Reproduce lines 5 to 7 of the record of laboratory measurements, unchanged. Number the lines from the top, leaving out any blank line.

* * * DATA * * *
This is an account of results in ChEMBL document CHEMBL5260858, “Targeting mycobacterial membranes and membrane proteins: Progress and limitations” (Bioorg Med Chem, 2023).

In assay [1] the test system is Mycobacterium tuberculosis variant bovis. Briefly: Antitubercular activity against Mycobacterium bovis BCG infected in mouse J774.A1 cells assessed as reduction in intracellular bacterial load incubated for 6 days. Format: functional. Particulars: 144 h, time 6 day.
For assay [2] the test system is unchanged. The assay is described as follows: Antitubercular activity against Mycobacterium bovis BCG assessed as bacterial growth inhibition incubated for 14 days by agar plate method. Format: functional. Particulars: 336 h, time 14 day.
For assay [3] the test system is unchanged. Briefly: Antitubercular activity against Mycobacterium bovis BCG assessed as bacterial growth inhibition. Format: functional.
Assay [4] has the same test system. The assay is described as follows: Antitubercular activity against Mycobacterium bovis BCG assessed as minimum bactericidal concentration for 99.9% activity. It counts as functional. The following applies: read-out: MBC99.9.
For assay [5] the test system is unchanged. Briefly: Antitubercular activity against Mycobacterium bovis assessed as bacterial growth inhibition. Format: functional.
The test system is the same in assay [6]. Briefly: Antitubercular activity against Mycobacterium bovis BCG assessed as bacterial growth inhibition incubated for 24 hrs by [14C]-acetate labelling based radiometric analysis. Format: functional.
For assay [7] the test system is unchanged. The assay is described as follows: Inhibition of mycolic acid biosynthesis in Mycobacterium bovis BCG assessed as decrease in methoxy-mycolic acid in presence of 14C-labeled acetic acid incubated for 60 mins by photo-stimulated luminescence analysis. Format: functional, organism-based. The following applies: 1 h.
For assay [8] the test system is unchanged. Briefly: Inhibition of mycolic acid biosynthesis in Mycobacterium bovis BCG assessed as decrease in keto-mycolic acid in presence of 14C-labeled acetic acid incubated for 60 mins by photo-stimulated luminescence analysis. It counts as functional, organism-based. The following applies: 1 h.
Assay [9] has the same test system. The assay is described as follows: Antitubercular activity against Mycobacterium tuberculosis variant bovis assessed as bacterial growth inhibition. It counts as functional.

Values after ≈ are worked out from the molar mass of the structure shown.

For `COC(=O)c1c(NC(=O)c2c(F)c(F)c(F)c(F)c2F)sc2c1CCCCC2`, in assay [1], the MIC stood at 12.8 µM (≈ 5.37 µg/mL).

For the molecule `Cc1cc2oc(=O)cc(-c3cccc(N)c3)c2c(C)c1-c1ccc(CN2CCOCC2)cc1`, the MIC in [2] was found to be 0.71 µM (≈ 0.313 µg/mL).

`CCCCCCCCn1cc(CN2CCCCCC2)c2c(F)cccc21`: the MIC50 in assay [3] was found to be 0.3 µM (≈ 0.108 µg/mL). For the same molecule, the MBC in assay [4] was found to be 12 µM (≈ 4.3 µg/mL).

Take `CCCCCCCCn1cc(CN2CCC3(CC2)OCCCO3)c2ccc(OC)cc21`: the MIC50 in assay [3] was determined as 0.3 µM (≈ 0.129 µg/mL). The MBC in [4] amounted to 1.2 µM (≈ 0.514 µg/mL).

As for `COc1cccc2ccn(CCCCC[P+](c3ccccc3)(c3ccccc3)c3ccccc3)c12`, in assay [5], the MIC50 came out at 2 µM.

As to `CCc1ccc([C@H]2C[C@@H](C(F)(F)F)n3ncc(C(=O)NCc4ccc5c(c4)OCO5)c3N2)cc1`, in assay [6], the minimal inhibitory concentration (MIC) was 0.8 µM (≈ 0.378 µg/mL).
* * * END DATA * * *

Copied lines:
Assay [4] has the same test system. The assay is described as follows: Antitubercular activity against Mycobacterium bovis BCG assessed as minimum bactericidal concentration for 99.9% activity. It counts as functional. The following applies: read-out: MBC99.9.
For assay [5] the test system is unchanged. Briefly: Antitubercular activity against Mycobacterium bovis assessed as bacterial growth inhibition. Format: functional.
The test system is the same in assay [6]. Briefly: Antitubercular activity against Mycobacterium bovis BCG assessed as bacterial growth inhibition incubated for 24 hrs by [14C]-acetate labelling based radiometric analysis. Format: functional.